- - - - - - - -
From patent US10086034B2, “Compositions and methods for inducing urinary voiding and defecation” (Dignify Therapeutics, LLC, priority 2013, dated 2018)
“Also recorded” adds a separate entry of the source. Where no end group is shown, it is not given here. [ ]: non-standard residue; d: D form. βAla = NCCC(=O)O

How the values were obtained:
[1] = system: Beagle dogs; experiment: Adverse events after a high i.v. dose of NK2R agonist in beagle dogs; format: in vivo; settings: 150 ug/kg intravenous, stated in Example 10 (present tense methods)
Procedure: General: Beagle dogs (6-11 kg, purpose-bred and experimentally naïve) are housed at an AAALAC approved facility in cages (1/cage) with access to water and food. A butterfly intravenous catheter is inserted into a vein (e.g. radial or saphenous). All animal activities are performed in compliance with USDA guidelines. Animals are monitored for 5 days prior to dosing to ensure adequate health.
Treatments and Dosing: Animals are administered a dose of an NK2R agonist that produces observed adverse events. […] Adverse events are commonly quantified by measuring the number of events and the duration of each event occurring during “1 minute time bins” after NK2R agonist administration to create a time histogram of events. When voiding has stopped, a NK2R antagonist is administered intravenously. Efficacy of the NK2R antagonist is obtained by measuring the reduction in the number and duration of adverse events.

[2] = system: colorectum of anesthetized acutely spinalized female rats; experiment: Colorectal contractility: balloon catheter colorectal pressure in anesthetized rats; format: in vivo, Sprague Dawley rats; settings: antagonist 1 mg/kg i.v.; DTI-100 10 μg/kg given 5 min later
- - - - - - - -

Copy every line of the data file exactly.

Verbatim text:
From patent US10086034B2, “Compositions and methods for inducing urinary voiding and defecation” (Dignify Therapeutics, LLC, priority 2013, dated 2018)
“Also recorded” adds a separate entry of the source. Where no end group is shown, it is not given here. [ ]: non-standard residue; d: D form. βAla = NCCC(=O)O

How the values were obtained:
[1] = system: Beagle dogs; experiment: Adverse events after a high i.v. dose of NK2R agonist in beagle dogs; format: in vivo; settings: 150 ug/kg intravenous, stated in Example 10 (present tense methods)
Procedure: General: Beagle dogs (6-11 kg, purpose-bred and experimentally naïve) are housed at an AAALAC approved facility in cages (1/cage) with access to water and food. A butterfly intravenous catheter is inserted into a vein (e.g. radial or saphenous). All animal activities are performed in compliance with USDA guidelines. Animals are monitored for 5 days prior to dosing to ensure adequate health.
Treatments and Dosing: Animals are administered a dose of an NK2R agonist that produces observed adverse events. […] Adverse events are commonly quantified by measuring the number of events and the duration of each event occurring during “1 minute time bins” after NK2R agonist administration to create a time histogram of events. When voiding has stopped, a NK2R antagonist is administered intravenously. Efficacy of the NK2R antagonist is obtained by measuring the reduction in the number and duration of adverse events.

[2] = system: colorectum of anesthetized acutely spinalized female rats; experiment: Colorectal contractility: balloon catheter colorectal pressure in anesthetized rats; format: in vivo, Sprague Dawley rats; settings: antagonist 1 mg/kg i.v.; DTI-100 10 μg/kg given 5 min later